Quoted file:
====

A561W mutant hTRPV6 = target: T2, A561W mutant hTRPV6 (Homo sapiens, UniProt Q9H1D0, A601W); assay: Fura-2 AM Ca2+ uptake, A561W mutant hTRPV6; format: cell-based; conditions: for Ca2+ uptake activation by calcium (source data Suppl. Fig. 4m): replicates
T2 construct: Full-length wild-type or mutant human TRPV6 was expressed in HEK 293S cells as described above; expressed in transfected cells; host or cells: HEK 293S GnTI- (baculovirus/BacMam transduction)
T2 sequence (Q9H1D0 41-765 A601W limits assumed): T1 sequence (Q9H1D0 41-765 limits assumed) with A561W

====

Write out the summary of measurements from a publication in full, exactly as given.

A561W mutant hTRPV6 = target: T2, A561W mutant hTRPV6 (Homo sapiens, UniProt Q9H1D0, A601W); assay: Fura-2 AM Ca2+ uptake, A561W mutant hTRPV6; format: cell-based; conditions: for Ca2+ uptake activation by calcium (source data Suppl. Fig. 4m): replicates
T2 construct: Full-length wild-type or mutant human TRPV6 was expressed in HEK 293S cells as described above; expressed in transfected cells; host or cells: HEK 293S GnTI- (baculovirus/BacMam transduction)
T2 sequence (Q9H1D0 41-765 A601W limits assumed): T1 sequence (Q9H1D0 41-765 limits assumed) with A561W